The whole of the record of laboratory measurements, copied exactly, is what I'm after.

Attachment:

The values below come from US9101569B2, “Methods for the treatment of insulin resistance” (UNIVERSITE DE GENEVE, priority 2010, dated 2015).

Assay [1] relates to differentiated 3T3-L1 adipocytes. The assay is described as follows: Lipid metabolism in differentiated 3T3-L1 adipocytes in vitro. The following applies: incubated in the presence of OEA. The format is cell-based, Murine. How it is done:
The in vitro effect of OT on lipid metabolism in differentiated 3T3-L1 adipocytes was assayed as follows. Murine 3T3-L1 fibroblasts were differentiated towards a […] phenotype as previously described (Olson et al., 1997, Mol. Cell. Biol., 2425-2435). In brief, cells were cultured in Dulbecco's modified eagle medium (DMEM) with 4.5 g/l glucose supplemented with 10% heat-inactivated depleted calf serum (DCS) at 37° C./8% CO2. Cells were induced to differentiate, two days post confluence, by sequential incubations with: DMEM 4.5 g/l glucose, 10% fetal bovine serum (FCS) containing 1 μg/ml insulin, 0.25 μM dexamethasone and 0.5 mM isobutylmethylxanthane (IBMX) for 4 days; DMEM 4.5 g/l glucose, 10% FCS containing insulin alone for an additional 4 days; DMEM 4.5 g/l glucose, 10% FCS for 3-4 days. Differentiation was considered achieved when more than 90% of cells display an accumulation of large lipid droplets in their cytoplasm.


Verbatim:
The values below come from US9101569B2, “Methods for the treatment of insulin resistance” (UNIVERSITE DE GENEVE, priority 2010, dated 2015).

Assay [1] relates to differentiated 3T3-L1 adipocytes. The assay is described as follows: Lipid metabolism in differentiated 3T3-L1 adipocytes in vitro. The following applies: incubated in the presence of OEA. The format is cell-based, Murine. How it is done:
The in vitro effect of OT on lipid metabolism in differentiated 3T3-L1 adipocytes was assayed as follows. Murine 3T3-L1 fibroblasts were differentiated towards a […] phenotype as previously described (Olson et al., 1997, Mol. Cell. Biol., 2425-2435). In brief, cells were cultured in Dulbecco's modified eagle medium (DMEM) with 4.5 g/l glucose supplemented with 10% heat-inactivated depleted calf serum (DCS) at 37° C./8% CO2. Cells were induced to differentiate, two days post confluence, by sequential incubations with: DMEM 4.5 g/l glucose, 10% fetal bovine serum (FCS) containing 1 μg/ml insulin, 0.25 μM dexamethasone and 0.5 mM isobutylmethylxanthane (IBMX) for 4 days; DMEM 4.5 g/l glucose, 10% FCS containing insulin alone for an additional 4 days; DMEM 4.5 g/l glucose, 10% FCS for 3-4 days. Differentiation was considered achieved when more than 90% of cells display an accumulation of large lipid droplets in their cytoplasm.